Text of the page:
April Ryan asked the most important question of the Trump presidency

Spicer to reporter: 'Stop shaking your head'
Spicer to reporter: 'Stop shaking your head'

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    Spicer to reporter: 'Stop shaking your head'

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Spicer to reporter: 'Stop shaking your head' 02:29

Story highlights

  • Ryan and Spicer had a harsh exchange Tuesday
  • Ryan asked the first question during Wednesday's briefing

Washington (CNN)After a contentious -- and some said condescending, sexist and racist -- back-and-forth with White House reporter April Ryan at a press briefing Tuesday, Sean Spicer tried to get over the dust-up at the Wednesday briefing.

He called on the American Urban Radio Networks correspondent first, and the two exchanged forced pleasantries. Moving on, folks, was the clear message. Nothing to see here. We are professionals and combat happens.
But, lost amid that Tuesday exchange was the actual substance of Ryan's question. It was an important one, which goes to the heart of where President Donald Trump finds himself -- the Gallup daily tracking poll has Trump at 35%, a new low.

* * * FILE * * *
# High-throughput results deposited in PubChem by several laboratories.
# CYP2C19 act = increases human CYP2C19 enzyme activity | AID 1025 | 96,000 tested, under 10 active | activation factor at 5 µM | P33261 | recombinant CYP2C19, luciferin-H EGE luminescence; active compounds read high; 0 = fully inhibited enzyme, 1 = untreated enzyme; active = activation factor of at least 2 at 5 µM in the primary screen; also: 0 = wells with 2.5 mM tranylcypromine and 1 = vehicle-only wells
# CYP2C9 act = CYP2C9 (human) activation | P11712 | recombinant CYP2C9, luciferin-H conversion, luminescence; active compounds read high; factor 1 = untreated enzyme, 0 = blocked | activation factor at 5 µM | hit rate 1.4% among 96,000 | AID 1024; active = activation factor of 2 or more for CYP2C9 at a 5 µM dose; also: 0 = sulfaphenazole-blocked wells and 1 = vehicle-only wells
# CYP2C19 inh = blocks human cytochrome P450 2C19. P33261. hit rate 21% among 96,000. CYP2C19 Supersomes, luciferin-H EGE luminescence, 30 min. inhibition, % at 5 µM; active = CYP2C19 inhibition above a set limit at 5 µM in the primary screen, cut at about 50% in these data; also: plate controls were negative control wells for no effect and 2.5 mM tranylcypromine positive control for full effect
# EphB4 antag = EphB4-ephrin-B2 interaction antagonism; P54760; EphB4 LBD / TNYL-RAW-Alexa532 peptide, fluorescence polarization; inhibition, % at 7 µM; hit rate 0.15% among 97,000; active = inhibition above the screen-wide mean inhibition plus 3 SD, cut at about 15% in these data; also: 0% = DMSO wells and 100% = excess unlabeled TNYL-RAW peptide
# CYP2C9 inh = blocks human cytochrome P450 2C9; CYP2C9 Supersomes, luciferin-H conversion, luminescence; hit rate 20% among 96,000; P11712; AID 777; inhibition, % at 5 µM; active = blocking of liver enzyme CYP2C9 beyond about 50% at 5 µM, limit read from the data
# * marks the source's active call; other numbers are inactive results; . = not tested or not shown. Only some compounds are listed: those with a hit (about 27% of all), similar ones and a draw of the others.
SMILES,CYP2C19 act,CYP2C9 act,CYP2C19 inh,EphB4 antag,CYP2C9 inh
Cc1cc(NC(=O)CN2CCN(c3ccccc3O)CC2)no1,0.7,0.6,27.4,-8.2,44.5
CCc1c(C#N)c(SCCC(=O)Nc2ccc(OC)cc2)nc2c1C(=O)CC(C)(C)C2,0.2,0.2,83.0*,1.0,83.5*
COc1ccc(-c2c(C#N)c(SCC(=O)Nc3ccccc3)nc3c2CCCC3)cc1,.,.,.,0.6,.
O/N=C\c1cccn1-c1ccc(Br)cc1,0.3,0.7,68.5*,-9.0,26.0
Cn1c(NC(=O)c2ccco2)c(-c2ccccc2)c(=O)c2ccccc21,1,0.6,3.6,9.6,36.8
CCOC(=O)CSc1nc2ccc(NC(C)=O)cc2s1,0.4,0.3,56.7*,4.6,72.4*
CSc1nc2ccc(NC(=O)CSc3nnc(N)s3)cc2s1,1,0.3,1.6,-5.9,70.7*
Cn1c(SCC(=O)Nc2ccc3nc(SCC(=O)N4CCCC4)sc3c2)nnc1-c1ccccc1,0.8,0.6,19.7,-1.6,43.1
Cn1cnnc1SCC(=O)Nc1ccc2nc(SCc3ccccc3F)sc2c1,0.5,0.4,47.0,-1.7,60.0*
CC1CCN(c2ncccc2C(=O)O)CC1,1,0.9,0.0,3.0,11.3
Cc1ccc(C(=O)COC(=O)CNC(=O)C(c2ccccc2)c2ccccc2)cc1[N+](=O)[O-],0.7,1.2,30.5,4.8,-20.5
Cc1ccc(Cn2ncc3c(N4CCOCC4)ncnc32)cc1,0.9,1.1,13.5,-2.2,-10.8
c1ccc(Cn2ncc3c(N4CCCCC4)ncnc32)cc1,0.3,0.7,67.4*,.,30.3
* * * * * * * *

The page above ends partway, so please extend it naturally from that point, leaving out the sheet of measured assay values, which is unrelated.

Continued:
Ryan asked: How does this administration try to revamp its image?
    Spicer, reporter all smiles day after clash
    Spicer, reporter all smiles day after clash

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      Spicer, reporter all smiles day after clash

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    Spicer, reporter all smiles day after clash 01:34
    Pressing her way through interruptions, Ryan suggested that the Russia investigations and the wiretapping claims, contributed to a storm cloud around Trump that could hamper his administration.
    Spicer's response was among his most combative, full of push-back. He referenced Russian salad dressing, and offered the SNL-ready line, "please stop shaking your head." Spicer was evasive, short-tempered and dismissive. His answer only underscored Ryan's assessment of this administration's image problem.
    In politics, image is everything. And probably even more so for this President, who is clearly enamored of the performative part of the presidency, if not the policy demands.
    Beyond the stagecraft -- the meetings and photo-ops in the Oval office, the signing ceremonies for executive orders and the announcements about commissions -- Trump's image will ultimately rest on results, competence and how Americans feel about him.
    So far, by those metrics, Trump is struggling. Polls show voters increasingly doubting his honesty, leadership skills and whether he cares about average Americans. A rebranding, or in Ryan's words, a revamp, is in order.
    The question, still, as Ryan asked, is how?